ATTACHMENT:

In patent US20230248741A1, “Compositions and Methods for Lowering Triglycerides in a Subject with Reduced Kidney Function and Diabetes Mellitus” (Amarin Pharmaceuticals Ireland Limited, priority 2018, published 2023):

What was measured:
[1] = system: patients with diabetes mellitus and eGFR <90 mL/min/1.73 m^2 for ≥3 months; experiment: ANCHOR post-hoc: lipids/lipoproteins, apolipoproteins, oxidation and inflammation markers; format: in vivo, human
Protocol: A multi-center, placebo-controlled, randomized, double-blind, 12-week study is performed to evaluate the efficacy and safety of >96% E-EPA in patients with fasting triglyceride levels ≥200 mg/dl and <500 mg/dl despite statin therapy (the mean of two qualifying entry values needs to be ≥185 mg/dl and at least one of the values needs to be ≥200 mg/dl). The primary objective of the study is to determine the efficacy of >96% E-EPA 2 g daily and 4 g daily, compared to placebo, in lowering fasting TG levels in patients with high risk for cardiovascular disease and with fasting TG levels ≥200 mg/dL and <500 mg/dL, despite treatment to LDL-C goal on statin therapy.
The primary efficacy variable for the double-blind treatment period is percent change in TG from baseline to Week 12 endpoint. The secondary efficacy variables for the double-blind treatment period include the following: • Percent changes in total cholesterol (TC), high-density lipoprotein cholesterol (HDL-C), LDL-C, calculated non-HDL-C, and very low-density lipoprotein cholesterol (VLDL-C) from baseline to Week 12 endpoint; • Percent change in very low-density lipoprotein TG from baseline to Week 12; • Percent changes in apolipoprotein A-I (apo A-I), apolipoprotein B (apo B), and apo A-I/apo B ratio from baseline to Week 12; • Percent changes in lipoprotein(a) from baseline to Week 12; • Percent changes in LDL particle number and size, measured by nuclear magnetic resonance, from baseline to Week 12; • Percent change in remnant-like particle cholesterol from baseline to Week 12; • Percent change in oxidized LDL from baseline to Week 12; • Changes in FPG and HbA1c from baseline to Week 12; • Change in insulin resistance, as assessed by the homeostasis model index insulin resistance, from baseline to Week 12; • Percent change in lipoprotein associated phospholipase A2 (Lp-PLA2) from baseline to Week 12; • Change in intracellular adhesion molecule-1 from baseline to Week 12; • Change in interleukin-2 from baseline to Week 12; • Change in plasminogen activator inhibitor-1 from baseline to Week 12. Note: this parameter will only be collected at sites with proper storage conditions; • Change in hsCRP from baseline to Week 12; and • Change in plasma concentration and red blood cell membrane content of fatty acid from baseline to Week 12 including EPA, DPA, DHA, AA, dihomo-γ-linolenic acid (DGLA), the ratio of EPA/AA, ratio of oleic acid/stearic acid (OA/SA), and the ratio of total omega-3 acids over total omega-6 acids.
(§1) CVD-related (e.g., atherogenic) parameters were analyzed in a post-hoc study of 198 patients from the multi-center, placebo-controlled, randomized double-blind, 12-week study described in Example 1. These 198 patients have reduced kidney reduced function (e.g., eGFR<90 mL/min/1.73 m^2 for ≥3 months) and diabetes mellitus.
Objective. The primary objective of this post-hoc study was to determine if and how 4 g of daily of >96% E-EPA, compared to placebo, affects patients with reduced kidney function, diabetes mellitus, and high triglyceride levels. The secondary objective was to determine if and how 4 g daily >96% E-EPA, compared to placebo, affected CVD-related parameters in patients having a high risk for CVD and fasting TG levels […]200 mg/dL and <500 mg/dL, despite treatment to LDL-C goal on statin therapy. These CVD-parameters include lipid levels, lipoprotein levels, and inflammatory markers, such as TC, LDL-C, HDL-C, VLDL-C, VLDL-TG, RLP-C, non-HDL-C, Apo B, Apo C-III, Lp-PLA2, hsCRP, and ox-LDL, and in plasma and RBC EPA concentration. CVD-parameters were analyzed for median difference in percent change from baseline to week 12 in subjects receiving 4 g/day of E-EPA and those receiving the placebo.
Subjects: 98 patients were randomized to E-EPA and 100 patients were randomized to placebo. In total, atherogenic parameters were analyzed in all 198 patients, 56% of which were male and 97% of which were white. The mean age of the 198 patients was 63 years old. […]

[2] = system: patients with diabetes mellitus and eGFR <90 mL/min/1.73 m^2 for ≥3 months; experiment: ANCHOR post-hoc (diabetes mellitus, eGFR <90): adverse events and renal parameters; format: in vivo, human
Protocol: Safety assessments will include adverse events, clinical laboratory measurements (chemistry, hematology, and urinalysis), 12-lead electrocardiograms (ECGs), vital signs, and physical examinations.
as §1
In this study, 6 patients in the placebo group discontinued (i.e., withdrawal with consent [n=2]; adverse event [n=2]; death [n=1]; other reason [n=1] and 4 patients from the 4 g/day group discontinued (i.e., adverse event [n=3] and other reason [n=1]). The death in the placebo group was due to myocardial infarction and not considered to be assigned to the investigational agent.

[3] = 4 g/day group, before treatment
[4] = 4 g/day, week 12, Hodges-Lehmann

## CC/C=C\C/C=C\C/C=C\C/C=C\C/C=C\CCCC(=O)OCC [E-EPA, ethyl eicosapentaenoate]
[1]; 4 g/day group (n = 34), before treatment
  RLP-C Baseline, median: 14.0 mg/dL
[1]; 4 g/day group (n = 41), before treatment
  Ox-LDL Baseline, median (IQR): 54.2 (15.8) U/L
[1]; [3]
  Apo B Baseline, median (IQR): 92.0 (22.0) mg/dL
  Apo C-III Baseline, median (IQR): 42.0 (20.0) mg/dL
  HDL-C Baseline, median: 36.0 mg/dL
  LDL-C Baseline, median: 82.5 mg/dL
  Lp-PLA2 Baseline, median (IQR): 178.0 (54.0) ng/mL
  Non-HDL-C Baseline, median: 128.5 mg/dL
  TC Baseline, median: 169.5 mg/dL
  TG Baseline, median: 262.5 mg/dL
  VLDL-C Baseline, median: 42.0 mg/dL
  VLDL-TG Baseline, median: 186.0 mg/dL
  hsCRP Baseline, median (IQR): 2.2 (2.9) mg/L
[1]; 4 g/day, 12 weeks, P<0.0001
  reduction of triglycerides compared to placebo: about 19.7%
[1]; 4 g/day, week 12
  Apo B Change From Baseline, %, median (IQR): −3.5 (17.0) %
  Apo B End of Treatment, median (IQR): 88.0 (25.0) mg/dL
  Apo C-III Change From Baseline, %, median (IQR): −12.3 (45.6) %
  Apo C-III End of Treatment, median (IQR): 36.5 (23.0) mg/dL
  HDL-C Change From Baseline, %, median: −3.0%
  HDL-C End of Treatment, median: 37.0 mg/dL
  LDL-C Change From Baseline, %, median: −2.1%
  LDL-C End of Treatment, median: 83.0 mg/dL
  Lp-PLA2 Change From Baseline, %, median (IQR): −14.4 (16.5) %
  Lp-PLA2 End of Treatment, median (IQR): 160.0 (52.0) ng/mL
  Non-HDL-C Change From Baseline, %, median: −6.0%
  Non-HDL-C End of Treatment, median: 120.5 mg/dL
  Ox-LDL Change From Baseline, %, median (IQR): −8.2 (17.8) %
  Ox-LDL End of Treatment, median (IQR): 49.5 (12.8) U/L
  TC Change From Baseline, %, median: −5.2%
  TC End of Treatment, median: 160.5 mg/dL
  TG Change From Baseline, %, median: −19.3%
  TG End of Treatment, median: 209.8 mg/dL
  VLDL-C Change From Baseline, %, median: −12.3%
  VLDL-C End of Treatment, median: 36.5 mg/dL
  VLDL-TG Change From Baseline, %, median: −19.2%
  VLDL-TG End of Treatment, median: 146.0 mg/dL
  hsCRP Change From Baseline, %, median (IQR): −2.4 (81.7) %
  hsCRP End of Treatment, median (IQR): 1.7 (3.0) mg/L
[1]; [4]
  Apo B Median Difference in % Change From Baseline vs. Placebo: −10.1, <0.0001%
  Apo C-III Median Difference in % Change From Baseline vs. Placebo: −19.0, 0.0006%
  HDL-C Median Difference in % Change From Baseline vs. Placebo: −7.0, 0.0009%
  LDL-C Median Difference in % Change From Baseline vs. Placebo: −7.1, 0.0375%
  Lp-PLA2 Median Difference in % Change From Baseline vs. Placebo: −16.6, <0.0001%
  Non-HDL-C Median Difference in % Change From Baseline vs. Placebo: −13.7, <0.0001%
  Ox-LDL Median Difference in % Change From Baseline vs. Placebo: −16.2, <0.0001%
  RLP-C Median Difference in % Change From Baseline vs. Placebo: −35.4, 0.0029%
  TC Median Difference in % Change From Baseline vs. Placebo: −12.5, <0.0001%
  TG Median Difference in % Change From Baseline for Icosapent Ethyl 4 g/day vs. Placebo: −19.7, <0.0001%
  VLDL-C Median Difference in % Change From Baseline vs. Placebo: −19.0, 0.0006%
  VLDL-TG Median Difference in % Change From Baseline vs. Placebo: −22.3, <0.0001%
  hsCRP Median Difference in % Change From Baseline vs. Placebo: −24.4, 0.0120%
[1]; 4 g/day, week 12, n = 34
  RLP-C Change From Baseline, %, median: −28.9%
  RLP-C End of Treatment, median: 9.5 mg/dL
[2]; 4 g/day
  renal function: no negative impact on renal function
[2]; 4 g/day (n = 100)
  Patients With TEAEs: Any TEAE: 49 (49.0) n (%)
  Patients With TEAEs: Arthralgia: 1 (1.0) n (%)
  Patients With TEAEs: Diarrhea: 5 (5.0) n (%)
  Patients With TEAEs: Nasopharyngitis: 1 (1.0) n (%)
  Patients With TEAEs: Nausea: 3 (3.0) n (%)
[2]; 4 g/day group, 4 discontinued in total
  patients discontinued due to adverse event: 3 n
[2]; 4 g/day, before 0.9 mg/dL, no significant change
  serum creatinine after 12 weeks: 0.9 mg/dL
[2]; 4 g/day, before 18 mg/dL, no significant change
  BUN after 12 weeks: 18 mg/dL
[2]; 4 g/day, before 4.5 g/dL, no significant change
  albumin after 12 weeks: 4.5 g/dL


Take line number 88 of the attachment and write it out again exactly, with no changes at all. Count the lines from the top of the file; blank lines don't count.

[2]; 4 g/day, before 18 mg/dL, no significant change